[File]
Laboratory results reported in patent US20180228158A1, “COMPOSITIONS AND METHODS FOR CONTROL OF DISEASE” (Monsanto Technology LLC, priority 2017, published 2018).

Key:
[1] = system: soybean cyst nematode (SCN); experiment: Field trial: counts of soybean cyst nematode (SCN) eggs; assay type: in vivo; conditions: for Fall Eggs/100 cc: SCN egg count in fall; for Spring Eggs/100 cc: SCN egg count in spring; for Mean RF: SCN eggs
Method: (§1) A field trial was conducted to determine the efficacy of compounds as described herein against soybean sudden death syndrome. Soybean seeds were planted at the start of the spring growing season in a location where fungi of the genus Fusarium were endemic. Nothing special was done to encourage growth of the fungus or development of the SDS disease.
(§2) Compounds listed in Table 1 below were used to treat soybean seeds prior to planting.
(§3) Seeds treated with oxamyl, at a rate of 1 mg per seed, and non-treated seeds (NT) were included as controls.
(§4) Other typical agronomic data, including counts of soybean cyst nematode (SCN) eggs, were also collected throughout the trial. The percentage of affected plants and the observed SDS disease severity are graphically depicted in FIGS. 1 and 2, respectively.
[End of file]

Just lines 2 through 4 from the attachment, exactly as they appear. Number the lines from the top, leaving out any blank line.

Key:
[1] = system: soybean cyst nematode (SCN); experiment: Field trial: counts of soybean cyst nematode (SCN) eggs; assay type: in vivo; conditions: for Fall Eggs/100 cc: SCN egg count in fall; for Spring Eggs/100 cc: SCN egg count in spring; for Mean RF: SCN eggs
Method: (§1) A field trial was conducted to determine the efficacy of compounds as described herein against soybean sudden death syndrome. Soybean seeds were planted at the start of the spring growing season in a location where fungi of the genus Fusarium were endemic. Nothing special was done to encourage growth of the fungus or development of the SDS disease.